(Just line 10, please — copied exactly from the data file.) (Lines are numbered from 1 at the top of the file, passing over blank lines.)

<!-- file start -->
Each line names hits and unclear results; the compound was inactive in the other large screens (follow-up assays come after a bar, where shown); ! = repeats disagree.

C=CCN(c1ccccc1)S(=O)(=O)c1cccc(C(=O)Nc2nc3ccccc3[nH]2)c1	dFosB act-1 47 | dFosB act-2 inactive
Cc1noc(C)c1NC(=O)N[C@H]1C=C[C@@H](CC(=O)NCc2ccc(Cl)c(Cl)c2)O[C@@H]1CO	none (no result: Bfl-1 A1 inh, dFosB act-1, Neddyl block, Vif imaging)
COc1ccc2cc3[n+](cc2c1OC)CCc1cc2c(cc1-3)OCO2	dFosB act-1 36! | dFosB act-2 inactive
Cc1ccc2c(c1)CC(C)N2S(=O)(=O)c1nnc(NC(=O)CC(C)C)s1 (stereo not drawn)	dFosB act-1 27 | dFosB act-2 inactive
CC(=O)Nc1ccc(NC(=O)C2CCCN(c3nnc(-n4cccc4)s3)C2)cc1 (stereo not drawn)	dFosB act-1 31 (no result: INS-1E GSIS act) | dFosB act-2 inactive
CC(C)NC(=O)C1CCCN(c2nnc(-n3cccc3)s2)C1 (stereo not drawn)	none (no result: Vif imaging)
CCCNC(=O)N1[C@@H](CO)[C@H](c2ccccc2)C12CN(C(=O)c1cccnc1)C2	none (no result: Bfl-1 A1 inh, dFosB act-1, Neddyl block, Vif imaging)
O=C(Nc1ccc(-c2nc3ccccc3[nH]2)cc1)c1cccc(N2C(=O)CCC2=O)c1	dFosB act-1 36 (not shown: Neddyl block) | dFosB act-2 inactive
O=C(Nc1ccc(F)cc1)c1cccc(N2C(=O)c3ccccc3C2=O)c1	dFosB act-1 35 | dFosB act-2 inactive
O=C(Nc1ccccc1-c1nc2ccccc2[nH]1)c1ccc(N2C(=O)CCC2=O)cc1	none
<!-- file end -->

O=C(Nc1ccc(F)cc1)c1cccc(N2C(=O)c3ccccc3C2=O)c1	dFosB act-1 35 | dFosB act-2 inactive